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Keeping Going

Measuring Success: You Make The Choice

By 24 June, 2020August 17th, 2022No Comments

One of the positive things about running your own micro business is being able to assess success in units that ensure you stay motivated and inspired to continue driving yourself and your business forward on a daily basis. Yes, you must have money coming in as cashflow and customers are key to keeping any business alive but you may choose to measure your achievements as having the ability to pick your children up from school or donating £200 from your business to a local community project.

If the wellbeing of a business or business owner can be measured this way why then does the UK Government want to focus business achievement on growth? Translated into layman’s terms this means those registered for VAT (current threshold is turning over more than £85,000), employing staff and looking to considerably increase production, turnover and staffing levels in the near future.

How many starting out on the road to self-employment will be grateful just to generate enough money to cover their personal survival income? Most new business owners soon realise it is less about the starting up and more about the keeping going that is important. If you have survived the first year in business that is a success in itself, well done! Now the challenge is to keep going.

Be inspired by real people.

Do those going into business see themselves as the next Alan Sugar or Deborah Meaden as many would have you believe? Once established do they measure their success by the amount of money they have in the bank, the number of bedrooms in their house or the value of the car in their garage?

My experience is that no, they do not!

Let’s use my parents as an example. They bought their first business, a pub, when I was two years old. Mum wore casual clothes, she was the chef, Dad worked front of house and always wore a tie. We went on holiday to the Mediterranean in October when it usually rained before discovering the Canaries where the sun shone. Mum and Dad bought a small apartment in Tenerife which they still owned 40 years later – nothing flash, just a measure of their success.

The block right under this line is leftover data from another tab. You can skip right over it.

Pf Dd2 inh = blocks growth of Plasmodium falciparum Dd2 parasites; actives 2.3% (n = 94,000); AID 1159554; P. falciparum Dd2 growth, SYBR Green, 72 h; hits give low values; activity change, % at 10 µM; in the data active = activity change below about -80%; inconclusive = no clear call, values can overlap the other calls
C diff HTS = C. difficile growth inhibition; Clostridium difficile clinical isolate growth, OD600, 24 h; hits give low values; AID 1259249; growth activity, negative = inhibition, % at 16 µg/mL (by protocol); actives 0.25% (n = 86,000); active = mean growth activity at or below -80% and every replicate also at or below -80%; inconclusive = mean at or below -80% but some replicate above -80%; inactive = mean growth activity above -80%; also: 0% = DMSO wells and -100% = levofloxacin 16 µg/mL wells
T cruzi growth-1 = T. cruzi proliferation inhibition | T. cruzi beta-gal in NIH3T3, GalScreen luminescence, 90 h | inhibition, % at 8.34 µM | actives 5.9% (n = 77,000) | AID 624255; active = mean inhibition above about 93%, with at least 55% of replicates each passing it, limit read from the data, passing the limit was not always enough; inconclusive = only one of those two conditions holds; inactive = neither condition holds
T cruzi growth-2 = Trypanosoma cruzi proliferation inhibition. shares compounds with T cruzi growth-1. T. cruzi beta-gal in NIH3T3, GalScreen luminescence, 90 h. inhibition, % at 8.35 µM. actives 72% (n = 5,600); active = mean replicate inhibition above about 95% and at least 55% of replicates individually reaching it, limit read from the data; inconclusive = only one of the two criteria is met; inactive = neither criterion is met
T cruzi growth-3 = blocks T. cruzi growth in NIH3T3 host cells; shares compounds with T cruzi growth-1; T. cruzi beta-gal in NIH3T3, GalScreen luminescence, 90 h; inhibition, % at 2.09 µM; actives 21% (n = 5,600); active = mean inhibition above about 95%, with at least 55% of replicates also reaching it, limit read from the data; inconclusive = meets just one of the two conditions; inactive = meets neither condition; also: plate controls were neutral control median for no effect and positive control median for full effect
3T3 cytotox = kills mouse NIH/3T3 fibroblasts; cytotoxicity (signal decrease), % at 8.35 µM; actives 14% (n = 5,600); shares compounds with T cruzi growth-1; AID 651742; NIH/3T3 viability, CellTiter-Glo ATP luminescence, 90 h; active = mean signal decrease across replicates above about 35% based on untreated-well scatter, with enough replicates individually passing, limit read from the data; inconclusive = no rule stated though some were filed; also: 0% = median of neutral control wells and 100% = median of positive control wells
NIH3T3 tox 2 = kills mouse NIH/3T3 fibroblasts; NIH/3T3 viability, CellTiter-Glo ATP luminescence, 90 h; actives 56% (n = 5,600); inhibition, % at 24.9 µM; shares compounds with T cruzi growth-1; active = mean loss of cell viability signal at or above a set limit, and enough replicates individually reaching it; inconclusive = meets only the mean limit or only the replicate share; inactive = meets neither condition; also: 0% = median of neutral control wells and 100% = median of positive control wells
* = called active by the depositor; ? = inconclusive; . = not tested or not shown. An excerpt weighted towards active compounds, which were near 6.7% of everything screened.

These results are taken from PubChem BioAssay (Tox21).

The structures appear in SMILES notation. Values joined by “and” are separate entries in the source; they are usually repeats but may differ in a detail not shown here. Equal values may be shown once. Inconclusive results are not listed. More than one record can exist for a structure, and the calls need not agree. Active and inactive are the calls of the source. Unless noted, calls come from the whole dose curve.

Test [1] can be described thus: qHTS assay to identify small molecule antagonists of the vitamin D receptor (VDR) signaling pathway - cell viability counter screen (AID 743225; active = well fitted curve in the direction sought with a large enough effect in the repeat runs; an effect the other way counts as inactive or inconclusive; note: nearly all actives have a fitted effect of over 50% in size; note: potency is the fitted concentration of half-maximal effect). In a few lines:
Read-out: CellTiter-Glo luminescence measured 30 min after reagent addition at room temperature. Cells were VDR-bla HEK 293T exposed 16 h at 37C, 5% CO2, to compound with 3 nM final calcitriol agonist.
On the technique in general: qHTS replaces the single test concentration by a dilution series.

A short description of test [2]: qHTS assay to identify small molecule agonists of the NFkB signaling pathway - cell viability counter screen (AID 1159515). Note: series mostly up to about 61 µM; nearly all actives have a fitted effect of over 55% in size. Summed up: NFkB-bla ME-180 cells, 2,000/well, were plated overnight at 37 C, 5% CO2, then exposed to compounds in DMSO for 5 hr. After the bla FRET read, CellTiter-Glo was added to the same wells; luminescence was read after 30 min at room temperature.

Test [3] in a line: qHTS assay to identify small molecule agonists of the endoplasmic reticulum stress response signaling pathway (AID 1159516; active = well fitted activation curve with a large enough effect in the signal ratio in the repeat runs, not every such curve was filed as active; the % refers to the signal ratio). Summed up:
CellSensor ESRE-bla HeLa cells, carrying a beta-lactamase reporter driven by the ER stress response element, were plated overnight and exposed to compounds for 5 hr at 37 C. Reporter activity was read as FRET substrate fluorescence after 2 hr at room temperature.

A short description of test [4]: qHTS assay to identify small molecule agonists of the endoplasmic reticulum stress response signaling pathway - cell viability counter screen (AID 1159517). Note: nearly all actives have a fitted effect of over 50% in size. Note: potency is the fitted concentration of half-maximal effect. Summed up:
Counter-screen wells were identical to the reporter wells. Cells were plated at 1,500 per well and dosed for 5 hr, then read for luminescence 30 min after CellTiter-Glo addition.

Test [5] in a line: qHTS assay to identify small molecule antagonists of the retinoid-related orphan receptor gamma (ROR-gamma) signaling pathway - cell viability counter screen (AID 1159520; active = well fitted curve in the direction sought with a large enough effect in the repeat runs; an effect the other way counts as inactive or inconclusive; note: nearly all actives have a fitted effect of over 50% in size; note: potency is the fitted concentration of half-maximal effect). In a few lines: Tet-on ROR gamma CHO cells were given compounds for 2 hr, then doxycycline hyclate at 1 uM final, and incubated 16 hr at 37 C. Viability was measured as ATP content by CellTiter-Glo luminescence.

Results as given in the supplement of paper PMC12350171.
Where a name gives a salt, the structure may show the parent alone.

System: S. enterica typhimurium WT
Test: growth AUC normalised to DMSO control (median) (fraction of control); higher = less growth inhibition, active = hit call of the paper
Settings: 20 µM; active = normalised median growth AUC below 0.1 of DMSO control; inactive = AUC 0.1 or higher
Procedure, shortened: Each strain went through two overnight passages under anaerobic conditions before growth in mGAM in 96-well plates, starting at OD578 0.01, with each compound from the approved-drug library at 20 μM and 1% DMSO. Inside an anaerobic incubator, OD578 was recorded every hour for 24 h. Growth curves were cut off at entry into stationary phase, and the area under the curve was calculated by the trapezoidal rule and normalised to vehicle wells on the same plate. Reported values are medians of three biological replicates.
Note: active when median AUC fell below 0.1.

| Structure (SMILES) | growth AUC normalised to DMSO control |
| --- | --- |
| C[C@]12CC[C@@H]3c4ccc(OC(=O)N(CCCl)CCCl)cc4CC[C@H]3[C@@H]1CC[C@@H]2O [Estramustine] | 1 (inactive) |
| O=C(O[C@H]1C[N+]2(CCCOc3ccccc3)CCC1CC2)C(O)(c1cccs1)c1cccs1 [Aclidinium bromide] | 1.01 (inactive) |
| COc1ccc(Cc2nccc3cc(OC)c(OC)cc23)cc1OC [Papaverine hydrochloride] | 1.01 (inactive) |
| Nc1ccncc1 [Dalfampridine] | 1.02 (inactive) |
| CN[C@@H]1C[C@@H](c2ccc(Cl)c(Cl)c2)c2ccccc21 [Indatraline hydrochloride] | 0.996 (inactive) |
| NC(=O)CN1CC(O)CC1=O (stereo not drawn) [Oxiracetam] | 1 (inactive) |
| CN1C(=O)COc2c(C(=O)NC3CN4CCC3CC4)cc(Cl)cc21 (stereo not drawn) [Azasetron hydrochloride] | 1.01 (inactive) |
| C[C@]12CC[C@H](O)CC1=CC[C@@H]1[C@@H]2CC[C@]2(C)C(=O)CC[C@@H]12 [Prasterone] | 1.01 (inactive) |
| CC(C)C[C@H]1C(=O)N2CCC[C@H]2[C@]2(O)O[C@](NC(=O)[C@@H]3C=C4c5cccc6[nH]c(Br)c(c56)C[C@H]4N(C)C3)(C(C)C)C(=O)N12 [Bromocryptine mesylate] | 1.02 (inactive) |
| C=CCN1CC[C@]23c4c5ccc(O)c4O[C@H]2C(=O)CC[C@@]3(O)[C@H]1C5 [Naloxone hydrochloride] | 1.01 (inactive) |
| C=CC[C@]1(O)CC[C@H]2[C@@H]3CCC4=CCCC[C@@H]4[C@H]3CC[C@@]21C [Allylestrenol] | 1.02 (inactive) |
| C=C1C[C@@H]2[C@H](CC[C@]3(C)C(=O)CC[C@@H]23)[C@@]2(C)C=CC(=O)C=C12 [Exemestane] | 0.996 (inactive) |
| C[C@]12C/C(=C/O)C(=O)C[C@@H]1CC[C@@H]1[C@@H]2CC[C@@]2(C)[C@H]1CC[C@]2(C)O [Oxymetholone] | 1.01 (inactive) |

When I was 11 my parents bought a derelict vicarage on the Yorkshire Coast that they converted to a country house hotel. This property became a money pit and drained them of all they had achieved financially but they continued on, driven by a determination to make it work. Their finances did not recover completely from the debt they incurred until they sold the business, but they won awards for customer service and had repeat customers that loved what they created – happy customers to them were a measure of their success.

When I was 21 years old the hotel was sold, Mum and I bought a property lettings and management business which we grew through the early 90’s when work was low and interest rates were high, offering a good customer service, something my parents had instilled in me. The business was runner up in the National Association of Estate Agents Office of the Year Award in 1999, the year after I bought my Mum out and gave birth to my second child. She and Dad bought another pub with my brother and sister-in-law, I am still unsure whether this was an achievement or madness!

Mum is 81, Dad is 82 and they are now retired. They still enjoy each other’s company after all the years of working together and continue to inspire me as they have never been motivated by money, just a desire to have a good quality of life. They had businesses that were our homes and were always there for us as we grew up. Family has always been important to them and it is to me, being able to have one family holiday a year is something I work for – the measure of a successful year.

It’s ok to just be doing ok!

In reality it is not necessarily about turning over millions, pitching to dragons or finding yourself at the end of Alan Sugar’s pointy finger. What is important is that your business gives you exactly what you need, both professionally and personally. If that is a few hundred pounds or a few hundred thousand pounds, it really doesn’t matter, as long as it is making you happy.

With increasing pressure on micro businesses due to the current tough global economic climate, coupled with the mounting pressure to make businesses a success, I am concerned that little credit is being given to the biggest achievement of all; keeping customers and sustaining sales.

Our personal wellbeing is of upmost importance and as a micro business owner, especially if you have no staff, it is vital to ensure we keep it as good as it can be.

If we are unwell and cannot work who will run our business? Focusing on realistic goals will help to ensure your business is sustainable. Trying to grow too quickly without proper foundations to build on is very often a recipe for disaster. Maintaining the wellbeing of your business is a key part of helping keep your personal wellbeing on track.

In the words of Albert Schweitzer ‘ Success is not the key to happiness, Happiness is the key to success. If you love what you are doing you will be successful’. It is important that we remember this as we keep going in business through the good times and the bad.